Defining the decades: Georgian Era

As the 18th Century saw the beginnings of the Agricultural and Industrial Revolution, a new middle class arose, and areas such as London began expanding rapidly with Georgian-style homes.

Georgian architecture can vary greatly as it spans such a long period. Earlier examples derive from the Baroque style, however, these gave way to the more classically-inspired Palladian designs and interior stylings ranging from classical Rococo to Gothic. Built between the reign of George I and George VI (1714-1830), these historic homes are brighter and more spacious than those constructed in the preceding era.

London's Georgian townhouses are amongst the capital's most sought-after properties with a large number built in Belgravia, the home of John D Wood & Co.’s headquarters. Grand terraces also line the streets and squares of prestigious neighbourhoods like Knightsbridge, South Kensington and Notting Hill, with many of these houses having been converted into apartments.

A classic Georgian home is square or rectangular, made of brick, and features symmetrical sash windows, shutters, and columns.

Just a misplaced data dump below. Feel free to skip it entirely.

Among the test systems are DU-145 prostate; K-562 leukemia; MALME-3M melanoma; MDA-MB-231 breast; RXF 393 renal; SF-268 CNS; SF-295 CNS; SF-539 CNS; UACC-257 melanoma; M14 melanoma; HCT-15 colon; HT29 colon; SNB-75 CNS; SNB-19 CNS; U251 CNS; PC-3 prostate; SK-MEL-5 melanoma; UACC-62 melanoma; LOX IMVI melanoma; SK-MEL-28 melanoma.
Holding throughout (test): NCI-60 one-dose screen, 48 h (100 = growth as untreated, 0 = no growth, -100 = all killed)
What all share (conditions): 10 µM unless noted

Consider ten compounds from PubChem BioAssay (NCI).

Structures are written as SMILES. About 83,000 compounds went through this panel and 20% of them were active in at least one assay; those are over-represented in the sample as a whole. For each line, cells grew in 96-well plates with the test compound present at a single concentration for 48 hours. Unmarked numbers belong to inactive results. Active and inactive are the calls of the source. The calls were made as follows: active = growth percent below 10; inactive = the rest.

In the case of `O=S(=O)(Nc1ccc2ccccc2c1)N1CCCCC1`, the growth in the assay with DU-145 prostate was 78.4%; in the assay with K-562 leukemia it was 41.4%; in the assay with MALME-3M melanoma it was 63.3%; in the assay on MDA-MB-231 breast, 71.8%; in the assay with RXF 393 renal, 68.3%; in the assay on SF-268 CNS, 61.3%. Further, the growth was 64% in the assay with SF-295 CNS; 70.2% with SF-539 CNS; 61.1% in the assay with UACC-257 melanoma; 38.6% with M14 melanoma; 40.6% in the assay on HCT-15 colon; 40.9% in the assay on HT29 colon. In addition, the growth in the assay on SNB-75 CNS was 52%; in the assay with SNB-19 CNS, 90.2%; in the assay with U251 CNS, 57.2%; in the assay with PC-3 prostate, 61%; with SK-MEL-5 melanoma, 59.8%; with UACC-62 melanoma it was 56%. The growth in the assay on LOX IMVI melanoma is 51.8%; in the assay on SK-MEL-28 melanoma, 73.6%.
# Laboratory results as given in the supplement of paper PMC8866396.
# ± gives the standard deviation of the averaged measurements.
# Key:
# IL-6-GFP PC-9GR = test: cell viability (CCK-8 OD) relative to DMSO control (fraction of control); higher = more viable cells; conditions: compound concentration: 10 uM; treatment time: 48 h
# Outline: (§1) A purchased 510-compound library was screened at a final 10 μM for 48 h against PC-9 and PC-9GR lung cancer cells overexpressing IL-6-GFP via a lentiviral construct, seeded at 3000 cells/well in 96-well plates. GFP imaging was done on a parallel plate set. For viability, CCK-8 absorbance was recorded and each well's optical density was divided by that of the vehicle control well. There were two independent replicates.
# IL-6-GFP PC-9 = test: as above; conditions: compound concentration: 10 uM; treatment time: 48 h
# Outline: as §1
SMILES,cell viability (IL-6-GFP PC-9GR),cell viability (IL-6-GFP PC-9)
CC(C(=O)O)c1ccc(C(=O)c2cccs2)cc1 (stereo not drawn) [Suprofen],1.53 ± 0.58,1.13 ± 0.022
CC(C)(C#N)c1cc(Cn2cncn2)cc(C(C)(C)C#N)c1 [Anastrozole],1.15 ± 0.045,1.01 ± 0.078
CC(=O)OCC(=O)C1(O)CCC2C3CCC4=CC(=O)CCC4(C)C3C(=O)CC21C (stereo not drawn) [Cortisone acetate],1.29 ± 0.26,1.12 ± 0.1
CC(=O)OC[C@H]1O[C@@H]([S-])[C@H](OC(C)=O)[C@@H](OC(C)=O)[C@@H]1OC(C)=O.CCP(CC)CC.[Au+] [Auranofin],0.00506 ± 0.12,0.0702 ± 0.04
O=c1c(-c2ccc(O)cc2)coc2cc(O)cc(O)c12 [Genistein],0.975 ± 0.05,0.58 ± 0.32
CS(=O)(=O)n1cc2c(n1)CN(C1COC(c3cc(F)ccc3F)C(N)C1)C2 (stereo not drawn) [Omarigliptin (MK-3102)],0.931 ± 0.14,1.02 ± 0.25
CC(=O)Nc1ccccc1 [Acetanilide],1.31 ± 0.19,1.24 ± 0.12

See a few examples here:

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Romney Street, Westminster

A newly built, very stylish and extremely modern house situated on Romney Street within Central Westminster, with wonderful views to the rear overlooking the Prestigious Smith Square, hidden behind the handsome original period façade and finished to an impeccably high standard with lots of light.

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Selwood Terrace, South Kensington

A late Georgian House retaining many of its original period features and whilst requiring updating throughout, has an atypical second floor addition offering extra living space and views not usually seen in this terrace.